February 2023 Covid Antibody Update

It has been a year since my youngest son got sent home after a close contact exposure to Covid-19 despite having natural immunity (postinfection immunity) after all of us got the virus in November 2021. At the time, the federal policy was centered around faulty research that one’s natural immunity to Covid-19 only lasted 90 days.

Having taken epidemiology for my Hopkins MPH, I knew it was likely incorrect that you lose your antibodies in 90 days. I also knew that focusing on your antibody count left out the more efficacious part of the immune system which has memory and allows for a proliferation of your immune system after being exposed again.

But with the politically charged nature of Covid-19 conversation, I decided just to measure our antibody levels regularly and report it here to see just how long the antibodies stayed around.

Since my last update in October, there has been more research comparing natural immunity with vaccine-mediated immunity including a CDC-funded study released last month by researchers at the CDC.

Published in the Journal of Infectious Diseases, the study found that natural immunity provides 76 percent protection against Covid-19-associated hospitalizations during the surge of the Omicron variant. With the mRNA-based Moderna or Pfizer vaccines, a 39 percent protection was seen for those without a prior infection.

After getting our blood taken at LabCorp, which we’ve used every time except for the first measurement, we found that all of our antibody levels have dropped. Mine dropped 8%, my oldest son’s dropped 47%, and my youngest son’s dropped 32%. So, seven months after I last had Covid-19, I still have a strong antibody level. Stay tuned for our next test in a April or May!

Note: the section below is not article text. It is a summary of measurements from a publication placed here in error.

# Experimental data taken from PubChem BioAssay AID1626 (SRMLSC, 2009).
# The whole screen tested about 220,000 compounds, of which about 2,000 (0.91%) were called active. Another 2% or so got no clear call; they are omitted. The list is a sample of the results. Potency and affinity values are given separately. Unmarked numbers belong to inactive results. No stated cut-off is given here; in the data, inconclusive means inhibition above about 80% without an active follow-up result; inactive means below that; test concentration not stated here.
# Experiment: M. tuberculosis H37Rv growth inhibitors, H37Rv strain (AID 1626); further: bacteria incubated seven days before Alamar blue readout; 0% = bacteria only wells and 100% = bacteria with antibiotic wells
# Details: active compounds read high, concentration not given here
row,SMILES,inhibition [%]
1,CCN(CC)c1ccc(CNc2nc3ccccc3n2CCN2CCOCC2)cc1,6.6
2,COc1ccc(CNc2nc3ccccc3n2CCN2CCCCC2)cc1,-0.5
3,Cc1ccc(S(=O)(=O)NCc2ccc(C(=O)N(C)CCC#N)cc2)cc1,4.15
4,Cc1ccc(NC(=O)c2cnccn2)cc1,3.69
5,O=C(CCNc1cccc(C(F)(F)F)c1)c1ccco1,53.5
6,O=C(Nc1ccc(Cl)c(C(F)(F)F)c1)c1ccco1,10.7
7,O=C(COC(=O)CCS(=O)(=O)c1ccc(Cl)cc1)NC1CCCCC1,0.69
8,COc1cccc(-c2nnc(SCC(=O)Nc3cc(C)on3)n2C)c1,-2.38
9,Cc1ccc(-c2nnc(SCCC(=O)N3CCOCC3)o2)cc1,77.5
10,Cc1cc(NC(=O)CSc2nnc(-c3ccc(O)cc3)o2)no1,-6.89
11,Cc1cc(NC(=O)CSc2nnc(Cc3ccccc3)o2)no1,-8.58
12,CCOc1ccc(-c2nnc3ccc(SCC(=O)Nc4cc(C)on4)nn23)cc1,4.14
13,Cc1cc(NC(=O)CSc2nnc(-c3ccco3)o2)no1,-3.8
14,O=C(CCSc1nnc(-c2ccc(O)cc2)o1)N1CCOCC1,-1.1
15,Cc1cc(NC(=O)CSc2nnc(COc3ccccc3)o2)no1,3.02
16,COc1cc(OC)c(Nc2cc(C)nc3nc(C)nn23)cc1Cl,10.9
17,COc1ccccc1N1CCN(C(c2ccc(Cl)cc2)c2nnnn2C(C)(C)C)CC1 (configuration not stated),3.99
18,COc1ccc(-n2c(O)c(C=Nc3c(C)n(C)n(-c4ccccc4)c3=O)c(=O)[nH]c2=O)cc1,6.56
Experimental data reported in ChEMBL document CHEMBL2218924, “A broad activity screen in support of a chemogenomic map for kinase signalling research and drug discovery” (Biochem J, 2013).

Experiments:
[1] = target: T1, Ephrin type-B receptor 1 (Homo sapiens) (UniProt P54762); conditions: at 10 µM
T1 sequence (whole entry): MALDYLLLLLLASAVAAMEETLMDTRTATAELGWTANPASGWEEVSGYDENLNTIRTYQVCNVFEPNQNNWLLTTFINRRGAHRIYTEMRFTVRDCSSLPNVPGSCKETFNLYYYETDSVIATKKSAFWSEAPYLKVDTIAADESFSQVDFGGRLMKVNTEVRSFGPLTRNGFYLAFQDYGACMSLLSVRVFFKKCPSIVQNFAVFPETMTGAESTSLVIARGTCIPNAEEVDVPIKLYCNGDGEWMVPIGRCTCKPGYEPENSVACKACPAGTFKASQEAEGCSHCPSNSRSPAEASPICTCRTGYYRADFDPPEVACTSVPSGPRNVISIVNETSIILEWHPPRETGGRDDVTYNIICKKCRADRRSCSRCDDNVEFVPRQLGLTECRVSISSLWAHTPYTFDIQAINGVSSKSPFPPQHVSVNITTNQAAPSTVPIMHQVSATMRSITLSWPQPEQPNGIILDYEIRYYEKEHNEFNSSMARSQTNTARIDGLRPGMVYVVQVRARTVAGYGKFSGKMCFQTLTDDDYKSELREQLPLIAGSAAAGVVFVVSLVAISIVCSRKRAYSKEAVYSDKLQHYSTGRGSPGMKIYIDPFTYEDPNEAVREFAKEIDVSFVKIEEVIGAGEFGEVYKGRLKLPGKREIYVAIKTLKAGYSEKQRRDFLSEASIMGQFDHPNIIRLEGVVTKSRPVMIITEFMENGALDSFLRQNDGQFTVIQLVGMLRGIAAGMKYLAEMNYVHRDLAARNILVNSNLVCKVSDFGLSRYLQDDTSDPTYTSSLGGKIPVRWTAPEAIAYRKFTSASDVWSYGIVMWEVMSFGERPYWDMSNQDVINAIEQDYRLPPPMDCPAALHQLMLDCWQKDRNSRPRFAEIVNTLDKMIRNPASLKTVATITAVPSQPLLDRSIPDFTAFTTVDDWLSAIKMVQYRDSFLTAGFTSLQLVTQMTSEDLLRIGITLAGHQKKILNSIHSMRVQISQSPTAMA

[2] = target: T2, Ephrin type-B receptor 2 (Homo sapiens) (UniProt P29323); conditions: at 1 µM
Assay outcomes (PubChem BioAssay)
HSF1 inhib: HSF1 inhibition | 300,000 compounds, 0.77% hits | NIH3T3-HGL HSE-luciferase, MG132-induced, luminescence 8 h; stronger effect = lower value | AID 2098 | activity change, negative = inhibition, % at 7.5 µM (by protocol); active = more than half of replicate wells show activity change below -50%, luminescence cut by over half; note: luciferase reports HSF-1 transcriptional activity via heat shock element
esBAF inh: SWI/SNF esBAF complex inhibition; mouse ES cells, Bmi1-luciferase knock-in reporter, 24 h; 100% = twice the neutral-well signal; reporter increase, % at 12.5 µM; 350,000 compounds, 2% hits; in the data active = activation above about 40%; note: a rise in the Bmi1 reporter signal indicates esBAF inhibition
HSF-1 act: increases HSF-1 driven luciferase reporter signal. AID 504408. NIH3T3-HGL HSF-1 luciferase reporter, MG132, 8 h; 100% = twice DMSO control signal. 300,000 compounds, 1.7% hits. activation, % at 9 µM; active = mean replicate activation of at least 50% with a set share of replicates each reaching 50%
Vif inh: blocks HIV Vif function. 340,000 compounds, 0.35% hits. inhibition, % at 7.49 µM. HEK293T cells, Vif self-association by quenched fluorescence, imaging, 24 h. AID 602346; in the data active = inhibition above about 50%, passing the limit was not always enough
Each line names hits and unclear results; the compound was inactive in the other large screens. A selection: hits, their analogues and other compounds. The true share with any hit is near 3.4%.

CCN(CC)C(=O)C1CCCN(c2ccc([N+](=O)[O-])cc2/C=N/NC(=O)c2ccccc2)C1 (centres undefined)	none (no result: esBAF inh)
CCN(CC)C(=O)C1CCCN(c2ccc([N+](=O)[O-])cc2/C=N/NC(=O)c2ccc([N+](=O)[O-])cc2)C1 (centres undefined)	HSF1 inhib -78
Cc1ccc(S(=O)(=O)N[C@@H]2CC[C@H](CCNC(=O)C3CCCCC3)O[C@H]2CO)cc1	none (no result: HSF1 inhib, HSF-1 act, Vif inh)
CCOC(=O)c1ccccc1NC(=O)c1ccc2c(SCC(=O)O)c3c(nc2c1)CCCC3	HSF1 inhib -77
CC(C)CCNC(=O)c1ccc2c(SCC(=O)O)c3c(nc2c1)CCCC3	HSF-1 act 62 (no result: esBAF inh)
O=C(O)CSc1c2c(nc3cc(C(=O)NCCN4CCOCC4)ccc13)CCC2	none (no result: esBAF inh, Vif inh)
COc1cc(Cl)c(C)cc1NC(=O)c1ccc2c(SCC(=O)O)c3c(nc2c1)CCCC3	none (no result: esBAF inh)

My levels:


February: 71.4 AU/mL

March: 213.9 U/mL (different lab and different units than February)

May: 205.1 U/mL

June: 5822 U/mL

July: 5478 U/mL

August: 4030 U/mL

October: 2885 U/mL


February: 2635 U/mL


My youngest son's levels:


February: 56.8 AU/mL

March: 133.9 U/mL (different lab and different units than February)

May: 142.3 U/mL

June: 7525 U/mL

July: 3887 U/mL

August: 2315 U/mL

October: 1239 U/mL


February: 837 U/mL


My oldest son's levels:


February: 82.2 AU/mL

March: no test

May: 725 U/mL, diluted (different lab and different units than February)

June: 728 U/mL

July: 807 U/mL 

August: 6150 U/mL

October: 3826 U/mL


February: 2365 U/mL


  • David Roberts

    SABINA, my test cost $70 with insurance. In terms of memory T-cells, those are very hard to detect. There is a regular T-cell test that came out in 2022, however, I don’t know much about it as it’s new.

  • David Roberts

    Tim – I hear you. However, if that was their intention, why was the policy structured so that children who were in that same situation, but had been vaccinated, did not have to quarantine? My point in raising the story was to show how public policy set by bureaucrats does not follow the science.

  • Tim

    Sending your son home is not faulty practice. Yes, B cell and T cell memory are there to protect us, but with fewer antibodies and an unknown “dose” of Corona, there is a small period of time that your son could’ve spread the virus. Yes, he was protected, but that’s not what it’s about.

  • Sabina

    Thanks for your diligence and exploration of this minimally covered topic.. Have you ever done any T-cell testing? And can you comment on what the impact of being able to determine T-Cell contribution towards longer term immunity. I had Covid during the very first wave that hit California in late 2019 early 2020 and nothing since, even with repeated exposures. I’m really curious, although the tests are a bit cost prohibitive still.

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